Overwintering Asian Lady Beetles Might Extend their Fly Period in 2021

Situation

I observed several clusters of more than 50 multicolored Asian lady beetles (Harmonia axyridis) per cluster in my garage (Figure 1). I left the garage door open for an entire day during the second week of November, and the beetles moved in. These lady beetles were looking for a sheltered space to overwinter. This behavior usually occurs from September to October in Kentucky, but the warmer days in early November (temperatures above 70° F) might have caused the late flight event.

Figure 1. Clusters of multicolored Asian lady beetles on window frame and ceiling. (Photo: Raul Villanueva, UK).

The multicolored Asian lady beetle is an exotic predacious insect that is beneficial when it is outdoors but becomes unpleasant when it moves into man-made structures and remains indoors during the winter. Although this is an arboreal species in western Kentucky, it is widely observed in soybean, corn, and wheat fields.

Status & Morphological Description

Multicolored Asian lady beetles have been released in the USA many times since 1916, and the latest, more intensive releases were conducted in the 1980s. However, the first detections of established populations in the USA were in Louisiana in 1988. There is too much debate about the unsuccessful detection before 1988, despite the numerous releases in North America. It is possible that the many color variations of this ladybug misguided early observers. Multicolored Asian lady beetle occurs in many color morphs: ranging from pale orange to bright orange, with or without black spots on the wing covers, or completely black wings with bright orange spots. Adults are oval and convex, approximately 6 mm long, and 5 mm wide. A distinctive key characteristic in most morphs is an M-shaped mark on the pronotum (Figure 2).

Figure 2. Two multicolored Asian lady beetles (left) showing two color morphs, different spots, and the distinctive M-shape spot in pronotum. The native spotted pink lady beetle is at the far right. (Photo: Raul Villanueva, UK).

Problems with the Increasing Populations of Asian Multicolored Lady Beetle.

This species has been released and detected in Europe, North America, South America, and Africa. In agricultural systems, it has beneficial effects by reducing populations of many pests in distinct crops. Nevertheless, there are many reports that shown negative effects of this introduced species. These are described below:

  • Preying on non-target organisms: Due to the absence of natural enemies controlling this exotic species, Asian multicolored lady beetle populations are increasing, outcompeting native ladybug species, and displacing them in some ecological systems. They are generally larger than native species (Figure 2) and they prey on eggs or immature stages of native lady beetle species. Some studies have shown that Asian multicolored lady beetle can complete its life cycle feeding on larvae and eggs of native lady beetles.
  • Damage to high value crops: In the fall, Asian multicolored lady beetles aggregate on ripening fruit; apples, grapes, and raspberries are the main targets. They have been observed feeding on fruit damaged by birds or other organisms. In apples, the presence may not be important; however, in highly valued fruit, this damage maybe important. In grapes, there is information that shows that their presence on grape clusters that are crushed for wine taint the flavor of the resulting wine when the alkaloids contained in this insect are released. In addition, Asian multicolored lady beetle will occasionally bite humans during grape harvesting.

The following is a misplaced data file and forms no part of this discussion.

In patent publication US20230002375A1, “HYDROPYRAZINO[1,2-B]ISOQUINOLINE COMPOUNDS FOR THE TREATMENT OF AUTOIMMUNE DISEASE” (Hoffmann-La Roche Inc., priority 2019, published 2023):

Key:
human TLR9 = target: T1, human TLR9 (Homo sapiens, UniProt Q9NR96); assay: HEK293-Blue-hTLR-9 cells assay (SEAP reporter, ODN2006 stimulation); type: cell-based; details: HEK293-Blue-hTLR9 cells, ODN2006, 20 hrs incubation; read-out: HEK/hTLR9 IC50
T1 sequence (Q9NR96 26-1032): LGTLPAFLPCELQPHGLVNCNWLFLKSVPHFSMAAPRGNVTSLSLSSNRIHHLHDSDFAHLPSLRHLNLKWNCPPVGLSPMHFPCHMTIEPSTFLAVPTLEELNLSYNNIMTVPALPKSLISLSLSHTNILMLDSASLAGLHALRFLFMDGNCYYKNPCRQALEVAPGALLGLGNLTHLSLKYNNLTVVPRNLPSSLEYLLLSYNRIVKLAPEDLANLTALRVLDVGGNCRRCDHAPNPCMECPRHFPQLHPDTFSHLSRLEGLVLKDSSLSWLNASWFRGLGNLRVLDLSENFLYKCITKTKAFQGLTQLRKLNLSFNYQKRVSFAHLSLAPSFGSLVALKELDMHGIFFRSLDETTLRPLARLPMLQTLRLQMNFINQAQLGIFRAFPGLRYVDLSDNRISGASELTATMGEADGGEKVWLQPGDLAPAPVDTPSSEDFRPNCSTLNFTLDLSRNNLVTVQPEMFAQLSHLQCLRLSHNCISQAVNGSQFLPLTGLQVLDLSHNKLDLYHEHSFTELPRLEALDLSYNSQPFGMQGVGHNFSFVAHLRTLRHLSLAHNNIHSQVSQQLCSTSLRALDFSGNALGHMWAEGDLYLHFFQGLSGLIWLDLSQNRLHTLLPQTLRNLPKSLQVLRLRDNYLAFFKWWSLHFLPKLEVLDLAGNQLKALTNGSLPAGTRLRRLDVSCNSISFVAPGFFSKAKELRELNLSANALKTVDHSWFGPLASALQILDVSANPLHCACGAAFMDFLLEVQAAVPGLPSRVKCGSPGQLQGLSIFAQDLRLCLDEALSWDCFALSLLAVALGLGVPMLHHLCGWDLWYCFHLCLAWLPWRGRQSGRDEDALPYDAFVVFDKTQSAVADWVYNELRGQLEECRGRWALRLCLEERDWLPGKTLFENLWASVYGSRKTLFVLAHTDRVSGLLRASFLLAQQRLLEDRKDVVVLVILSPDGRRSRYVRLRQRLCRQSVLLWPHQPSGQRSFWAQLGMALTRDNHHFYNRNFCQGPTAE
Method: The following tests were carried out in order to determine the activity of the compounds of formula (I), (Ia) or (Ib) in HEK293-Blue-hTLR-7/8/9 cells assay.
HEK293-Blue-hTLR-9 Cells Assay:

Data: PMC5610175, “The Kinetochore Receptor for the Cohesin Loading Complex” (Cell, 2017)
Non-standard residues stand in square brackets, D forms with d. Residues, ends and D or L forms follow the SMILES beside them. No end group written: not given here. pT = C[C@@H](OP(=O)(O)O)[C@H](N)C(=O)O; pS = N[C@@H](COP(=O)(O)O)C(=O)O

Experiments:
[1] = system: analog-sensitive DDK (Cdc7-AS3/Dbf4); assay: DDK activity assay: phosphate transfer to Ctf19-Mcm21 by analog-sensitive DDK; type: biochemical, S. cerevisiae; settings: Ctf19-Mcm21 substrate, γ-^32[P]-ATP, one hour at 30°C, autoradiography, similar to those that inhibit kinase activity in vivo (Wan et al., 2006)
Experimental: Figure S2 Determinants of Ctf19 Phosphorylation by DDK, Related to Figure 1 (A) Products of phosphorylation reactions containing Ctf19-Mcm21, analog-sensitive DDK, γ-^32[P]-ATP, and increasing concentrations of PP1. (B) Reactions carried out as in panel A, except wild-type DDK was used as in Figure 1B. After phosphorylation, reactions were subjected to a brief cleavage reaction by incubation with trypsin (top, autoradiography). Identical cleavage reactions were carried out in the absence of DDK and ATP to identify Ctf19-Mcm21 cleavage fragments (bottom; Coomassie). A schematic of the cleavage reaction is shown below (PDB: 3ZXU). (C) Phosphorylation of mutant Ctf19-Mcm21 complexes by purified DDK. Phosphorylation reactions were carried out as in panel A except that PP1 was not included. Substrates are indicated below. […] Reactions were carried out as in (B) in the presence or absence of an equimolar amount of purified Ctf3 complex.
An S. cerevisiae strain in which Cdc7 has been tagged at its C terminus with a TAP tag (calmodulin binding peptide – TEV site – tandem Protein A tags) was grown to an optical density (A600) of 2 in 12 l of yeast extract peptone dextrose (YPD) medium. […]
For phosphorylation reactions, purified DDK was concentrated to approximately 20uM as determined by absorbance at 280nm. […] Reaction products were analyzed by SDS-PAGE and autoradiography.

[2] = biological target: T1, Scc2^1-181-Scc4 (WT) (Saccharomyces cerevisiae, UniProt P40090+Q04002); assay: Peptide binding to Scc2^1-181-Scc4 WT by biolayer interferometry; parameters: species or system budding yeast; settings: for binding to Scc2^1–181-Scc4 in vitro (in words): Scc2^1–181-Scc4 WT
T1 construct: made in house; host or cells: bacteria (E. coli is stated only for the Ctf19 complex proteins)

• Overwintering in structures: This species is an invader of human-built constructions when they swarm into homes in late fall. Inside homes, the beetles walk on ceilings and fly around light fixtures. When disturbed, they emit a foul odor and excrete a fluid that stains walls, carpets, curtains, and furniture.
  • Food contaminant: Asian multicolored lady beetles can be a contaminant of the food industry and cause allergies.

Management of the Asian Lady Beetle in Structures

The publication Asian Lady Beetle Infestation of Structures (ENTFACT-416) provides extensive information on how to manage this insect in buildings. I will briefly enumerate the methods to manage these infestations taken from the cited publication:

  • Vacuuming: Probably the easiest way to remove them, this method allows you to release the beetles outdoors.
  • Sealing cracks and openings is the most permanent way of preventing lady beetles from entering buildings.
  • Insecticides: Insecticide foggers or sprays are generally not recommended for eliminating beetles indoors. Insecticides applied indoors for lady beetles tend to be ineffective and may stain or leave unwanted residues on walls. Fast-acting residual insecticides can be sprayed outdoors in targeted bands around windows, doors, eaves, soffits, attic vents, and other likely points of entry. This practice using the more effective insecticides needs to be conducted by professionals. To be effective, barrier treatments should be applied before the beetles enter buildings to overwinter. In Kentucky, the proper timing for such treatments is typically late-September to early October. This year, the infestation in western Kentucky may have occurred in early November–I observed lady beetles flying while scouting for aphids in wheat fields at that time.

By Raul T. Villanueva, Entomology Extension Specialist

Posted in Household Pests
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